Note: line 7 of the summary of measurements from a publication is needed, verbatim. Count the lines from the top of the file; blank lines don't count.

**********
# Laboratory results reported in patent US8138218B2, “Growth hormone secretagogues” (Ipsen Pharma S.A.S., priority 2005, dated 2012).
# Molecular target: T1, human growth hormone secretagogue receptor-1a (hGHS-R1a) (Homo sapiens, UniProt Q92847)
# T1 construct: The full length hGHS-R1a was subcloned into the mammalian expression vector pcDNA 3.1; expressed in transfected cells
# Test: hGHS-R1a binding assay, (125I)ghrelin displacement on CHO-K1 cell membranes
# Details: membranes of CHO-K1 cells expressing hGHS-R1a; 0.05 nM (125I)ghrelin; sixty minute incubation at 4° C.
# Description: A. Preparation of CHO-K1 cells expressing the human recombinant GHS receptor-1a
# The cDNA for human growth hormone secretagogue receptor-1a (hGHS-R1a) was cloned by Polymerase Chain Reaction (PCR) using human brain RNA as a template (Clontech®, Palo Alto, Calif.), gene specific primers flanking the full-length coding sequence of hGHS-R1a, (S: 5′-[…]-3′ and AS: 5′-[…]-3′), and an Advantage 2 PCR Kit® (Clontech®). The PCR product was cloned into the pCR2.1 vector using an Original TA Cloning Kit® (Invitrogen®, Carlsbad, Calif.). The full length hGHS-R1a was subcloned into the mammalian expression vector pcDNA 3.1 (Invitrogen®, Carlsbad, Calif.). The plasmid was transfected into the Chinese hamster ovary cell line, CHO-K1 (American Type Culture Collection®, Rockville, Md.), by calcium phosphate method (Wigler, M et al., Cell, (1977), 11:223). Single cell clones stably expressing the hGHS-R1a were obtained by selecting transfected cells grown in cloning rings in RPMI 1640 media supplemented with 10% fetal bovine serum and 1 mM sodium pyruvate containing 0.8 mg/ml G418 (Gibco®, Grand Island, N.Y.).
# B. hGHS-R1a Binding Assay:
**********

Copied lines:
# The cDNA for human growth hormone secretagogue receptor-1a (hGHS-R1a) was cloned by Polymerase Chain Reaction (PCR) using human brain RNA as a template (Clontech®, Palo Alto, Calif.), gene specific primers flanking the full-length coding sequence of hGHS-R1a, (S: 5′-[…]-3′ and AS: 5′-[…]-3′), and an Advantage 2 PCR Kit® (Clontech®). The PCR product was cloned into the pCR2.1 vector using an Original TA Cloning Kit® (Invitrogen®, Carlsbad, Calif.). The full length hGHS-R1a was subcloned into the mammalian expression vector pcDNA 3.1 (Invitrogen®, Carlsbad, Calif.). The plasmid was transfected into the Chinese hamster ovary cell line, CHO-K1 (American Type Culture Collection®, Rockville, Md.), by calcium phosphate method (Wigler, M et al., Cell, (1977), 11:223). Single cell clones stably expressing the hGHS-R1a were obtained by selecting transfected cells grown in cloning rings in RPMI 1640 media supplemented with 10% fetal bovine serum and 1 mM sodium pyruvate containing 0.8 mg/ml G418 (Gibco®, Grand Island, N.Y.).